Sous Chef: 24 Hours on the Line
Michael Gibney, 2014
Book Review by Molly Lundquist
It's enough to make you weep, reading (reading, merely reading!) about what it takes to serve 300 people in an upscale New York restaurant. Why would anyone subject himself to such abuse—the mental and physical strain—night after night?
Michael Gibney's wonderful behind-the-scenes account is a revelation: chefs and cooks aren't like you and me. Their stamina and mental acuity is not the stuff of ordinary mortals; it's superhero stuff—Supermen (and the occasional woman) in chef whites.
Gibney takes us inside his kitchen to witness the shouting, the heat, the hissing and whirring of ovens and fans. With 15 pans on the burners and a constant influx of new orders, each with multiple courses, it looks like complete chaos. "Looks like" is the operative phrase: in reality, a good kitchen is a finely tuned organization.
Like the military, a restaurant operates within a rigid hierarchy where everyone knows his place and role. Chefs are addressed by rank, "oui, Chef," because rank conveys authority...authority ensures discipline...and discipline is essential.
Still, there's a narrow margin for victory: on a busy night, the whole operation is only and always one slip-up from disaster. So why do they do it? Here's Gibney:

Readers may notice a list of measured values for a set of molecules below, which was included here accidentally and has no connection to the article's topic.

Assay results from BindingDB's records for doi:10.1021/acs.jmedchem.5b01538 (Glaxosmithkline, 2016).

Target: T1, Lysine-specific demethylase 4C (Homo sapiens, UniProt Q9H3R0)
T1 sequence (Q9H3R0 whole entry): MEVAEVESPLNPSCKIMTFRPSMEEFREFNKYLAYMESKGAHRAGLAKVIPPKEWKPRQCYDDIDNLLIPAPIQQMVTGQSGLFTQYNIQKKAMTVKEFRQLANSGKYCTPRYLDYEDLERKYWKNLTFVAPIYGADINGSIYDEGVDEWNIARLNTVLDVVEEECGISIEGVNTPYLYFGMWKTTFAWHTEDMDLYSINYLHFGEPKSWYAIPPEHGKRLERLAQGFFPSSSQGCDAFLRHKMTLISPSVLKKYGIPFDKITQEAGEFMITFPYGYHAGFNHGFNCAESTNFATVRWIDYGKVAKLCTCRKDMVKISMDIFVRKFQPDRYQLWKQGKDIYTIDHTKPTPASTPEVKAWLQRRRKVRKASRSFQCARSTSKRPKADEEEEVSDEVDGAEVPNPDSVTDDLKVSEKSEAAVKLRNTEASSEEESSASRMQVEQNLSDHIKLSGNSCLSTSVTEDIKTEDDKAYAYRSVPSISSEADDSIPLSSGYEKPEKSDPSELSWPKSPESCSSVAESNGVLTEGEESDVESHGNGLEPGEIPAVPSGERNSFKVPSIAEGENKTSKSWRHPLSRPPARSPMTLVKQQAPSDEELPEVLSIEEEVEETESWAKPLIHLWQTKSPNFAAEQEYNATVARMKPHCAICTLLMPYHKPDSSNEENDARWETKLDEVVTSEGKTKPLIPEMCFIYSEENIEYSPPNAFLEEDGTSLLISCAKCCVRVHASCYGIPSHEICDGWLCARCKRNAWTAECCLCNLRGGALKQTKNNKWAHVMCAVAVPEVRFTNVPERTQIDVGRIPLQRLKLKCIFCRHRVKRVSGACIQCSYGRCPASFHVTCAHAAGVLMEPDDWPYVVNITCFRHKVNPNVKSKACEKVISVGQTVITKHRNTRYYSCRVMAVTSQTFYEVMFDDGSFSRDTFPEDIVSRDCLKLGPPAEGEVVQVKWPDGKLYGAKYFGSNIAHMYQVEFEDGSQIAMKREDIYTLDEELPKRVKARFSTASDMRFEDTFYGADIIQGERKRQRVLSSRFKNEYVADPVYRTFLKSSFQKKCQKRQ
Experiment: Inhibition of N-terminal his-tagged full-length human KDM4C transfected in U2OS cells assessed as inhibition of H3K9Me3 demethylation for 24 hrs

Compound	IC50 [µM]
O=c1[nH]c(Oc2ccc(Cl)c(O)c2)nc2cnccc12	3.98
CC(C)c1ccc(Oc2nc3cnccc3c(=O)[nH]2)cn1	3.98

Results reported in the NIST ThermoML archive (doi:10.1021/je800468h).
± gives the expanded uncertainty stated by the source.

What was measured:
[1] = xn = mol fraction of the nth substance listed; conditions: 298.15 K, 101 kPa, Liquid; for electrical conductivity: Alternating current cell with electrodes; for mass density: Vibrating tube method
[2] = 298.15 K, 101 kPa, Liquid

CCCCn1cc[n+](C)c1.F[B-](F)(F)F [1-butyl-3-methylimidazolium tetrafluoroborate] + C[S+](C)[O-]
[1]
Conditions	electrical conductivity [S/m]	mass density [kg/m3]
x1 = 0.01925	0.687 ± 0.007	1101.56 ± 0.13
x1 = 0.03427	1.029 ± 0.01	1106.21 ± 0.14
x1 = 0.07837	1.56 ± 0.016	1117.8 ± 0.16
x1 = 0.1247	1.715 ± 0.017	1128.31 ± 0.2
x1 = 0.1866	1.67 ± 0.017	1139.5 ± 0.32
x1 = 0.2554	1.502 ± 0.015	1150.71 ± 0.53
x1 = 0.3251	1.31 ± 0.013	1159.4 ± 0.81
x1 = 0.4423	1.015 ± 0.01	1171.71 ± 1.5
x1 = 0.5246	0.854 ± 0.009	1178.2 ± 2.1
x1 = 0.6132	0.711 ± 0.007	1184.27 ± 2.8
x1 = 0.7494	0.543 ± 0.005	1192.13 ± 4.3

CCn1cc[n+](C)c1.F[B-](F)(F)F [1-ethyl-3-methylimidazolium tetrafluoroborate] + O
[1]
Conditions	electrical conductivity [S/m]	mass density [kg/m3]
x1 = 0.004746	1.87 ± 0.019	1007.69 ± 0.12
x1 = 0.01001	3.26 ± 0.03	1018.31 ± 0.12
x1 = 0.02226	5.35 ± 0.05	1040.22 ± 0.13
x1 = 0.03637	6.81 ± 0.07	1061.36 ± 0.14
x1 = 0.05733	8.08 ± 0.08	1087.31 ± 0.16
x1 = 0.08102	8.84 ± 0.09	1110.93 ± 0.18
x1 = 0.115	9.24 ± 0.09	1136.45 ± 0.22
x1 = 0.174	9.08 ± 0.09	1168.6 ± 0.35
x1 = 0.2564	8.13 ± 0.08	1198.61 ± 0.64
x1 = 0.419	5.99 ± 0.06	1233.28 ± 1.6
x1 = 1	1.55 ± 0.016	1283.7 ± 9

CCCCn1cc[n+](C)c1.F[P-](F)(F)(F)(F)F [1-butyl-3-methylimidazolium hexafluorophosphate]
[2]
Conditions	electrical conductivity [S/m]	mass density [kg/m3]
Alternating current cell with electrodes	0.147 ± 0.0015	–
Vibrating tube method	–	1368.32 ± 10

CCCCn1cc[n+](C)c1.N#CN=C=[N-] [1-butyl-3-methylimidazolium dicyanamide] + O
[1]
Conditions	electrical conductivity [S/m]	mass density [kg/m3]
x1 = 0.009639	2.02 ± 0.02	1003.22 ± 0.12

We are here to cook for people.... And...in doing so we get the chance to create with our hands something that sustains people and brings them joy.... And even though our days are hard...we have the continual opportunity to do something sincere.
Let's add to that a creative urge and passion for beauty. Watching the head chef plate the food, Gibney comments on his "artwork," the design he creates with a mere "flourish of the spoon." It's an artistry that Gibney hopes someday he'll be good enough to pull off himself.
Sous Chef is both entertaining and illuminating, making it impossible ever to think about dining in the same way. Anyone who works in a restaurant deserves our admiration and gratitude—it's hellish back there. Which makes it all the more miraculous that out the maw of hell can come a piece of heaven.
Oh, and don't send your plate back for a re-do. It really, really messes things up.
See our Reading Guide for Sous Chef.
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